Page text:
The Outrageous, Bloody, True Story of Lizzie Borden
Hollywood has had Lizzie Borden fever for the last couple of years, with Christina Ricci in Lifetime's The Lizzie Borden Chronicles (which is streaming on Netflix), and later this year, the film Lizzie with Chloe Sevigny and Kristen Stewart. Now, you may have heard the disturbing children's rhyme, "Lizzie Borden took an ax / And gave her mother 40 whacks / When she saw what she had done / She gave her father 41," but you might not be familiar with the true story of Borden. (Her father actually got 11 whacks and her stepmother 19.) If you've gotten into the show or you just want to hear a little more about the murders, Biography has a great description of the murders, History features some interesting facts, and Encyclopedia.com has a very detailed account of her life, and we have the abbreviated story below. Just be warned: there will be bloody parts.
Born in 1860, Lizzie Borden lived in Fall River, MA, her whole life. Her mother died when she was young, and she grew up with her father, Andrew; her stepmother, Abby; and her older sister, Emma (played by Clea DuVall in the TV series). The family was wealthy, and both Lizzie and her sister suspected Abby married their father for financial reasons. Despite their poor relationship with Abby, both sisters lived with their parents through adulthood, helping manage Andrew's rental properties.
On Aug. 4, 1892, Lizzie alerted the family's maid that she had discovered Andrew's body on the sofa. He had been struck with a hatchet so hard and with such repetition that his head was in pieces and one eyeball was split in half. Abby's body was discovered upstairs in the guest room, also brutalized. Two hatchets, two axes, and a hatchet head with a broken handle were found in the basement. The latter had some hastily applied dust, leading police to believe it was the murder weapon. Emma was out of town at the time, but police were immediately suspicious of Lizzie because of her strangely calm demeanor. It didn't help matters that she proceeded to burn one of her dresses in the kitchen stove within a week of the murders, claiming paint had ruined it.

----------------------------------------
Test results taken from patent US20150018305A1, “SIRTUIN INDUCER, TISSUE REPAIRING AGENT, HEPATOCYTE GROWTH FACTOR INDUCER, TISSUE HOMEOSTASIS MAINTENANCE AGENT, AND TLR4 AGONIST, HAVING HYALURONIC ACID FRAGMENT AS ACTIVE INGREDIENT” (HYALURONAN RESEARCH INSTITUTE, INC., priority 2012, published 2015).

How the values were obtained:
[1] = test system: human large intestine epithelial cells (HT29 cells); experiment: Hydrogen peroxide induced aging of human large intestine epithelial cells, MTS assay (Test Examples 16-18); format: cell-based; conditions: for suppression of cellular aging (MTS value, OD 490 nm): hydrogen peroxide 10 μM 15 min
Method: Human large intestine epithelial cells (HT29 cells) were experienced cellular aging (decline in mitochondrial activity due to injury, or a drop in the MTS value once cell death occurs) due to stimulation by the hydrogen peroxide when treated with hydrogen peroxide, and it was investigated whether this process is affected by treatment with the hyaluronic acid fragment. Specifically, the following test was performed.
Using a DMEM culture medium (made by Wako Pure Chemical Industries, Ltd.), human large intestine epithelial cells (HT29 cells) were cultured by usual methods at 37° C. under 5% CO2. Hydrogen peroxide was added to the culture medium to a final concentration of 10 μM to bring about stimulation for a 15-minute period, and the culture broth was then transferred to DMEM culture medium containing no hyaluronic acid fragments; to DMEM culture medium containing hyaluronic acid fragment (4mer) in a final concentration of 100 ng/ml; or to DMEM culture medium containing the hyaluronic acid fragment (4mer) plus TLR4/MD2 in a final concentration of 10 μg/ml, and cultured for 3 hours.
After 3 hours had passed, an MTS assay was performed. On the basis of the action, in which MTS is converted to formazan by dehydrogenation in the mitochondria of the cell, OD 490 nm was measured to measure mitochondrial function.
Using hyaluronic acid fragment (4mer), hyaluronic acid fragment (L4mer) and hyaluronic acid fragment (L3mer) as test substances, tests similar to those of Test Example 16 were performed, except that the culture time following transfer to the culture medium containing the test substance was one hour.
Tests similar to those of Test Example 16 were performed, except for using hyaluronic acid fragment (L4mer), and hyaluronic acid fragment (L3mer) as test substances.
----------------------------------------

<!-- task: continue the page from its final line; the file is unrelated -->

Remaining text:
Lizzie, 32 years old at the time, was arrested and charged with the double homicide, and her trial was widely publicized. While the case against her seemed strong, it fell apart without hard evidence. Fingerprint testing hadn't become routine yet, and the police were reluctant to do any forensic tests. They did, however, discover that Lizzie had purchased poison just a few days before the attack. Despite the circumstantial evidence, Borden was found not guilty.
Following the trial, Lizzie (now going by Lizbeth) and Emma inherited their father's fortune. Lizzie bought a large house and often traveled to New York City to visit the theater, but never married. Supposedly, the sisters became estranged when Lizzie began a romantic relationship with an actress. More recently, scholars have speculated that Lizzie may have also had a relationship with her family's maid and that she may have helped Lizzie commit the murders. This theory has not been proven, but it is interesting. Lizzie died of pneumonia in 1927, and despite the outcome of her trial, many still believe her to be the killer.
Not satisfied? You can actually stay at the Lizzie Borden Bed & Breakfast, which is run in the house where the murders took place. Good luck sleeping in that guest room.